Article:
Philippine President Announces “Separation” from US

Philippine President Rodrigo Duterte, speaking in Beijing Thursday, declared a break in the historic relationship between the US and the Philippines in favor of a new alignment with China. “In this venue, your honors, in this venue, I announce my separation from the United States,” Duterte said at the Great Hall of the People, according to Reuters. “Both in military, not maybe social, but economics also. America has lost.” Duterte’s trip to China also involved negotiations on trade deals worth $13.5 billion and talks on disputed territories in the South China Sea. Duterte’s speech comes after weeks of insults aimed at President Barack Obama and promises to end joint military exercises and patrols between US and Philippine forces. “I’ve realigned myself in your ideological flow and maybe I will also go to Russia to talk to [President Vladimir] Putin and tell him that there are three of us against the world—China, Philippines and Russia. It’s the only way,” Duterte said during his speech Thursday. “I will not go to America anymore. We will just be insulted there…So time to say goodbye my friend.”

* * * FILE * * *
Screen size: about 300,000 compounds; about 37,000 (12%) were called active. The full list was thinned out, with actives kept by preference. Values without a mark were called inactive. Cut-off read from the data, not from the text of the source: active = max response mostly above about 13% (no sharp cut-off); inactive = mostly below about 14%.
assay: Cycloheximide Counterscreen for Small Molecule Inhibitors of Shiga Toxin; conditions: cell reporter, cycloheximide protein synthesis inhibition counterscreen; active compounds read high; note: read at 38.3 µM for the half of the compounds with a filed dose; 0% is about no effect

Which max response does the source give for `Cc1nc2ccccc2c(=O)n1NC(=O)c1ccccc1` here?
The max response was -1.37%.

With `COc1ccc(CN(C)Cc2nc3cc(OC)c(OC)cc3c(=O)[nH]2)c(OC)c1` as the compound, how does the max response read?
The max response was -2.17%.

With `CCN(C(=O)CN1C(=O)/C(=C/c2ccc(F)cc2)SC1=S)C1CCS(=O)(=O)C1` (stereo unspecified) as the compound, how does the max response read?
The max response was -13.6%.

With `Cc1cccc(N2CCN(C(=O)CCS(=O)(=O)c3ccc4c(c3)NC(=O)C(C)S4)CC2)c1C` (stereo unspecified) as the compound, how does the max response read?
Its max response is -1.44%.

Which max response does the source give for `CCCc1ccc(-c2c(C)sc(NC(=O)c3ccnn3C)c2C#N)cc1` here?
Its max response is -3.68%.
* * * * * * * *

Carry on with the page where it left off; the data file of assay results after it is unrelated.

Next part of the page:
White House spokesman Eric Shultz said Thursday the US government hasn’t received an official request from Philippine officials to alter cooperation between the two countries. “I will tell you that we continue to be the Philippines’ strongest economic partner,” he said. Shultz said the government believes it’s in the US’ interest for the Philippines to have a strong relationship with China as long as it’s consistent with international norms. “We don’t consider this a zero-sum game,” he said. Last week, Assistant Secretary of State for East Asian and Pacific Affairs Daniel Russel said he was “not aware of any material change in the security cooperation between the US and the Philippines” despite Duterte’s recent comments. “There’s a difference between talking about these things and actually stopping,” Russel said. “I’m not saying that it won’t happen, it couldn’t happen, merely that there’s a distinction to be made between general, high-level pronouncements and considered policy decisions and actions.”